Author ORCID Identifier
Year of Publication
Doctor of Philosophy (PhD)
Dr. Dorothy A. Brockopp
Breast cancer is the most common cancer among women in the United States with over 60% of cases diagnosed as early stage disease. For those women without prohibiting clinical or cosmetic concerns, a choice between breast-conserving surgery and mastectomy can be made. Either choice confers equivalent survival. The decision-making process also involves consideration of recurrence risk as well as management of the unaffected, contralateral breast for both future surveillance and risk reduction. In recent years, increasing rates of mastectomy with contralateral prophylactic mastectomy have been reported among women with unilateral, early stage breast cancer. If eligible for a choice among surgical options, a woman’s decision becomes one of personal preference. The decision-making process is complex and involves consideration of potential benefits and harms with each option.
The purpose of this dissertation was to: 1) analyze the psychometric properties of the Anxiety Subscale of the Depression Anxiety Stress Scale, 2) critically review Decisional Conflict Scales and 3) prospectively identify demographic, clinical, cognitive and affective factors influencing a woman’s decision to choose either breast conserving surgery or mastectomy with contralateral prophylactic mastectomy and to identify self-reported sources of information in the surgical decision-making process.
Three manuscripts make up the dissertation. A secondary data analysis was conducted to test the psychometric properties of the Anxiety Subscale of the Depression Anxiety Stress Scale (DASS). The results of this analysis supported the reliability and validity of the DASS anxiety subscale. A critical review of decisional conflict measures for use with early stage breast cancer patients making surgical treatment decisions was conducted. The results of this review supported the use of Decisional Conflict Scales from a clinical and research perspective. Existing Decisional Conflict Scales show moderate to acceptable reliability.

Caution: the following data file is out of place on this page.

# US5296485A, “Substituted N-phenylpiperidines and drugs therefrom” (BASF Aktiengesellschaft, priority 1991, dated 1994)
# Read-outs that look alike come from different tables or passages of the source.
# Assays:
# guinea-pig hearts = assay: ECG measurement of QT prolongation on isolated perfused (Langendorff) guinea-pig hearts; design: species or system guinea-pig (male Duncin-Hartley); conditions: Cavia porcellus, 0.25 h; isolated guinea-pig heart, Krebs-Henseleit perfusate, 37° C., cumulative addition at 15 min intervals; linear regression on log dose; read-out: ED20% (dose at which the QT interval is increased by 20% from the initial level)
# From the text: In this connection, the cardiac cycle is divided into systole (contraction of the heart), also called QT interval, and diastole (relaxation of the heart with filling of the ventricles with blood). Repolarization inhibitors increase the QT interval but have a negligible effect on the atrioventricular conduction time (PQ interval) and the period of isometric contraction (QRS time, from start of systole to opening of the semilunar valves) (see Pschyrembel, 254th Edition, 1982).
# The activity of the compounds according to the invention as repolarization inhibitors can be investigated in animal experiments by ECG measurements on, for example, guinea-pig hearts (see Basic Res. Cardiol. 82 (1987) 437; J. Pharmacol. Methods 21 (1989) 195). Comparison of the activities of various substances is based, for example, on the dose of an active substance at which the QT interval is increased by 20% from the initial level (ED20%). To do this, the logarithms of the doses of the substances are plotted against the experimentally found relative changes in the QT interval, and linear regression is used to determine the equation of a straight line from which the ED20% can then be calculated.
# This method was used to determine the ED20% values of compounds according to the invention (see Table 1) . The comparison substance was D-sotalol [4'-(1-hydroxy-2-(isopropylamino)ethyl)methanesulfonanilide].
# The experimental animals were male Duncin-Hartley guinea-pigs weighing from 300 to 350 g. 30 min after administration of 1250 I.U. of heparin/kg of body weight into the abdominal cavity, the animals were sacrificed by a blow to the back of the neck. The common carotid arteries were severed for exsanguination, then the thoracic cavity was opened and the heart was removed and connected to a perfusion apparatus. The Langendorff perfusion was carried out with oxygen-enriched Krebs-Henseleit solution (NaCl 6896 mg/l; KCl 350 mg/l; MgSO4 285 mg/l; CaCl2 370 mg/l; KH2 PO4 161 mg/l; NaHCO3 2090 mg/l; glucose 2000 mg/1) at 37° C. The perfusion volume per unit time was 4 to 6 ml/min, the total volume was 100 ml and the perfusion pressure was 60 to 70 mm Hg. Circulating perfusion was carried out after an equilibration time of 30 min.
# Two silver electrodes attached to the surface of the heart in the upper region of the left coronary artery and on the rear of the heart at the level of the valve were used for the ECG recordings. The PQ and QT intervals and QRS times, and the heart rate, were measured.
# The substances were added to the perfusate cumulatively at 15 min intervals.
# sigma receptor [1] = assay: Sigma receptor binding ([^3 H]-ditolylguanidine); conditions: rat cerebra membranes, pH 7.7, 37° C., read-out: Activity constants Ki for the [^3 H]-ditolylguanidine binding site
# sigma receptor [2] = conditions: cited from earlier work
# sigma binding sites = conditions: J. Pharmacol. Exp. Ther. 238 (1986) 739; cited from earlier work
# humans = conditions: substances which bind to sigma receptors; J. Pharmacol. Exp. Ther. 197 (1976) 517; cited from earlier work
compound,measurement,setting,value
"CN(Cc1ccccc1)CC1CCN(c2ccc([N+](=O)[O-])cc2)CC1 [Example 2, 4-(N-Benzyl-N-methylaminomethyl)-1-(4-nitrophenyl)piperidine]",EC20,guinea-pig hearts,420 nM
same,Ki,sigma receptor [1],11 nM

The first two manuscripts provided background and support for the use of scales included in the research study described in the third manuscript. This study was a prospective, exploratory, cross-sectional, mixed-methods study describing factors influencing preference for surgical choice among women with early stage breast cancer. A sample of 78 participants enrolled in the study, 47 who chose breast conserving surgery and 31 who chose mastectomy with contralateral prophylactic mastectomy.
Differences were tested between the groups. Women who chose mastectomy with contralateral prophylactic mastectomy were younger, more likely to work full or part-time, had larger tumors and participated in preoperative genetic counselling. Women who chose breast conserving surgery were more likely to have participated in preoperative breast magnetic resonance imaging. Overall, women choosing either surgery were not experiencing severe levels of distress, depression, anxiety or stress although there were individual variations. Women choosing mastectomy with contralateral prophylactic mastectomy were more anxious and had more frequent intrusive thoughts about the diagnosis. They also had less decisional conflict as compared to women choosing breast conserving surgery. Information sources were similar but the most influential information source differed among the two groups. In both groups, intention for surgical choice was matched by the final decision. There are many factors influencing surgical choice among women with early stage breast cancer. Previous work has focused on clinical, demographic and diagnostic processes influencing the decision. With this study, evidence regarding the influence of cognitive and affective factors is described.
Digital Object Identifier (DOI)
Yackzan, Susan G., "FACTORS INFLUENCING PREFERENCE FOR SURGICAL CHOICE AMONG WOMEN WITH EARLY STAGE BREAST CANCER" (2017). Theses and Dissertations--Nursing. 34.